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CT Polar Bears Trick to Success? Give ‘Em a Break

07/21/2014, 3:45pm MDT
By Mike Scandura - Special to

Despite their amazing run of success that stretches for nearly three decades, the Connecticut Polar Bears don’t require their girls to play hockey 24/7 and 365 days per year.

That aspect of the organization’s philosophy is driven home like a slap shot from the point.

“We encourage girls to play other sports,” Graham Gill, the association’s player director, said. “That becomes attractive to prep schools. These girls are the ones who are well-rounded academically and not in a one-track mindset.

"The biggest question I get from folks outside the organization this time of the year is, ‘We love the Polar Bears, but when are your spring or summer leagues?’ We only run skill-based sessions. We don’t run teams like Under-10 in the spring.

“You can’t tell a 9-year old to stay on skates all year,” continued Gill. “They have to make different sets of friends. We highly encourage that.”

Gill then cited his daughter as a perfect example of the type of balance that the Polar Bears emphasize.

“Recently there was a lacrosse jamboree where my daughter’s teammates were on opposite teams,” Gill said. “Everybody had a lot of fun. We also have rec basketball. We want them to take a break from hockey.”

But when the Polar Bears are on the ice, they not only win championships but they also produce Olympic-caliber players.

The Polar Bears, who were founded in 1985, have captured 11 national championships in various age groups.

When asked why the Polar Bears have been so successful for nearly three decades, Gill didn’t hesitate a second to answer the question.

“I think the real answer is we are truly an organization that focuses on the betterment of our girls,” he said. “We’re supportive of them as hockey players and make sure they get exposure to schools. We’re an organization full of volunteers that want to make the players successful including off-ice, which means getting them into a private school and into college.

“It’s an organization that’s focused on the child as opposed to ‘We want to go out and win 75 games.’”

In fact, Gill said, “If you want to play 75 games, this may not be the organization for you.”

In both Tier I and Tier II, the Polar Bears focus on skills over games, with the association adopting the principles of the American Development Model.

“If you want to learn to play hockey, this may be the organization for you because we emphasize the basic skill sets,” he said.

That this philosophy has been successful is underscored by the number of alumni who excelled at or beyond the college level.

For example. A.J. Mleczko, Julie Chu, Angela Ruggiero and Sarah Vaillancourt each received the Patty Kazmaier Memorial Award.

In addition, Chu, Ruggiero, Mleczko, Sue Merz, Gretchen Ulion, Jaime Hagerman, Kim Insalaco and Hilary Knight have played on U.S. Olympic Teams (with Merz, Mleczko, Ulion and Ruggiero playing on the 1998 gold-medal-winning team).

“When you’re growing up, if you were a Bruins fan you wanted to be Ray Bourque,” Gill said. “In girls’ hockey, there isn’t anything bigger than then Olympics. These girls don’t have the [Mark] Messiers or the [Wayne] Gretzkys, but these women really are role models.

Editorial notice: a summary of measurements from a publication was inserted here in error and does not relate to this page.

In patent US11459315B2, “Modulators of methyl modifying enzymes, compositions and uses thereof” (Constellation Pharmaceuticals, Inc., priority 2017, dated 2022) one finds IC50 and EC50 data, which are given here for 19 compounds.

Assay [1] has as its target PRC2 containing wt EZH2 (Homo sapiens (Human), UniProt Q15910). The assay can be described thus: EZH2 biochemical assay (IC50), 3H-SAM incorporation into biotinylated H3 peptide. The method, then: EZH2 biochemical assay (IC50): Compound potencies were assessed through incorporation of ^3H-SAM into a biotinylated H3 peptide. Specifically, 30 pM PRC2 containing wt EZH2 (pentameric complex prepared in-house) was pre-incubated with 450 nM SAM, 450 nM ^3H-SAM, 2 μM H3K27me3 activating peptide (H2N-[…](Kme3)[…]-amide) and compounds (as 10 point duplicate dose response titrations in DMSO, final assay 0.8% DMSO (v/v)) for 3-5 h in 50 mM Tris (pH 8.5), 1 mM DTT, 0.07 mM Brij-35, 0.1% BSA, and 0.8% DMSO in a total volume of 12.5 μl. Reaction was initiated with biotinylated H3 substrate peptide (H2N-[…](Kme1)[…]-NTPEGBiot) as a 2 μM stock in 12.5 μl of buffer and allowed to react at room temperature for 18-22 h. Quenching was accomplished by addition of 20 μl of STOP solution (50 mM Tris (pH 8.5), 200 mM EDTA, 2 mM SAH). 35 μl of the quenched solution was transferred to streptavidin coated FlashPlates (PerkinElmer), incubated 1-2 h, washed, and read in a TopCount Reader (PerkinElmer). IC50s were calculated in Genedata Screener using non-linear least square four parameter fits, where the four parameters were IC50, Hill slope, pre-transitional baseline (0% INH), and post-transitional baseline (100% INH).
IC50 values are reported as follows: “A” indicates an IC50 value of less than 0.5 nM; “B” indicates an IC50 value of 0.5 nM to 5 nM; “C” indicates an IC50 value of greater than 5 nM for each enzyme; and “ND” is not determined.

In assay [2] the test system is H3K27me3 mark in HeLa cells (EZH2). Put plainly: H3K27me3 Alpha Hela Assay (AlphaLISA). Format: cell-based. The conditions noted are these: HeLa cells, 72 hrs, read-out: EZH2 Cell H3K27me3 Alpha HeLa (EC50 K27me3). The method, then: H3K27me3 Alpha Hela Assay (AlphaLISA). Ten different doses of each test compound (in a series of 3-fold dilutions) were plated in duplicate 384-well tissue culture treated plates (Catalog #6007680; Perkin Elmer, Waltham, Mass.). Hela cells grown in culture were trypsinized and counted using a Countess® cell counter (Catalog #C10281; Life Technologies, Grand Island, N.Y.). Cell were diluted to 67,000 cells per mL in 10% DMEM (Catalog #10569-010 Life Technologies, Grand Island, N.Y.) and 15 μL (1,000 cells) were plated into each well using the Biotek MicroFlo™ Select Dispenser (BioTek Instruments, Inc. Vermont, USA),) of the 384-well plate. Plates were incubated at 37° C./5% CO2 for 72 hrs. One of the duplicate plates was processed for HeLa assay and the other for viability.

“Obviously, other programs have great players, but to be in the first wave of that is important. We could capitalize on that more but we let it speak for itself.”

Just as important is the fact that once girls “graduate” from the Polar Bears, they don’t put the program in the rear-view mirror.

“We have alumni who are heavily involved in our program,” Gill said. “These girls definitely have not forgotten their roots. We tweet the Polar Bear alumni. If you listen to Julie speak, you can tell she’s forever grateful for the opportunity the Polar Bears provided her.”

The program also provides one of the country’s more popular tournaments: the Polar Bears Girls’ Ice Hockey Holiday Tournament, which has been held for 29 consecutive years. Only four teams encompassing about 60 players participated in the inaugural tournament. Now, more than 220 teams are involved.

“The tournament came out of the necessity to grow the game on the girls’ side,” Gill said. “Through a grassroots effort, we created a tournament that teams saved up for and served as a destination. There wasn’t anything for girls to go to like this.

“We’ve had teams come from as far away as Alaska and Florida. Last year, Florida brought three teams. It’s a destination to be. Scouts come. It’s been a holiday vacation for many people for years and really is a premier event for girls’ hockey.”       

Story from Red Line Editorial, Inc.

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Sept. 1, 2015 | More than 40,000 spectators, plus a national television audience, watched the Little League World Series this past Sunday on a glorious afternoon in Pennsylvania. There were smiles, cheers, entertainment and the noticeable absence of demand for those 12- and 13-year-olds to pitch from 60 feet, six inches or run 90 feet between the bases like their professional baseball heroes.

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Coincidentally, while Little League was paring to its finalists, U.S. Soccer announced a nationwide initiative to improve youth skill development. The centerpiece was a shift to small-sided game formats and field sizes to be phased in across the country by August 2017. As part of the new plan, American soccer at U6, U7 and U8 will be played 4v4 on a pitch approximately one-eighth the size of an adult soccer field. Nine- and 10-year-olds will play 7v7 on a one-quarter-scale pitch. Not until age 13 will players begin competing 11v11 on a regulation adult-sized pitch.

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